The 160-Meter band borders the AM broadcast band you listen to in your car. 80-Meters is common for single or multi-state net operations and general conversations among ham operators known as “rag chewing”.
These bands can be prone to static and interference, especially during the summer and, due to their long wavelengths, require an EXTREMLY long antenna for optimal performance. Just to give you an idea, a ½ wave dipole antenna (a common standard of comparison for antenna performance) for 80 meters would be 124 feet long while the same for a 160-Meter antenna would be 256 feet long.
HF for Emergency Communications
Different bands of HF communications are great for different philosophies of use. Here are a few recommendations based on potential emergency use of HF.
Listening for Intel
All bands of HF radio are beneficial if you are predominately interested in monitoring for information on disasters, news, or current conditions elsewhere in the country or world. Since many bands of HF are dependent on atmospheric conditions, the communication you receive from one part of the world may not be possible a few hours or even a few minutes later.
Since you are listening for intel, this “randomness” (it is not all random, but that is too much RF theory to discuss this article) is not an issue. It is actually beneficial, as you can receive information from different parts of the world. Conversations from other hams can provide useful intel as to what is going on in a specific area. Additionally, from the same radio, you can listen to shortwave radio, and AM radio.
Many disasters have had HF communication nets brought online to communications when other communication lines were completely down. The Haiti Earthquake in 2010, the Nepal Earthquake in 2015, and Hurricane Irma in 2017 to name a few. HF continues to provide vital communication lifelines with other systems fail.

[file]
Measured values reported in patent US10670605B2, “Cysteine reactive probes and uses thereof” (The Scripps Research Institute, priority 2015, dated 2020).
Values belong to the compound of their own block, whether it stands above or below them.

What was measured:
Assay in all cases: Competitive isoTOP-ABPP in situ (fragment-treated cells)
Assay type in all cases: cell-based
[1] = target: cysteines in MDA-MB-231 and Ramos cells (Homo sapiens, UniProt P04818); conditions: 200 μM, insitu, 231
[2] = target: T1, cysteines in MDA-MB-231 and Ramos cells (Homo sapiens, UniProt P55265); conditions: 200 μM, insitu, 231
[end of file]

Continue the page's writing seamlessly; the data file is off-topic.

Near Vertical Incident Skywave, or NVIS for short, is the use of HF radio with a specific antenna setup to allow for a single bounce off the ionosphere to allow for radio overage over an area from 30-400 miles wide.
While we could write an entire article on NVIS, this radio communications method in amateur radio typically uses 40 meters (day) and 80 meters (night) and can provide solid communications for teams or family in nearby states or neighboring cities.
In a perfect world, a radio station in Austin, Texas for example, this could cover almost the entire state of Texas. From Colorado, multiple states could be covered. That said, a 50-150-mile range with NVIS is common and quite reliable with AM SSB voice communications.
An NVIS antenna setup does not take up a great amount of real estate, and can run at lower heights as opposed to that for optimal worldwide communications. While it does require a General Class license (due to the use of the 40 and 80-meter bands) for voice, it could be used for Morse Code operations by Technician class operators.
Wrapping It Up
As you can see the amateur radio bands provide a great range of capability from short distance to around the world communications to support your preparedness needs.
If you are interested in getting your ham radio license, I recommend to read a little more in depth on the benefits of simplex and repeater communications in this article, as this is will be your springboard after you obtain your license.
Also download our free Amateur Radio Quick Reference and Resource Guide to serve as a reference through your training and test preparation process. See you on the air!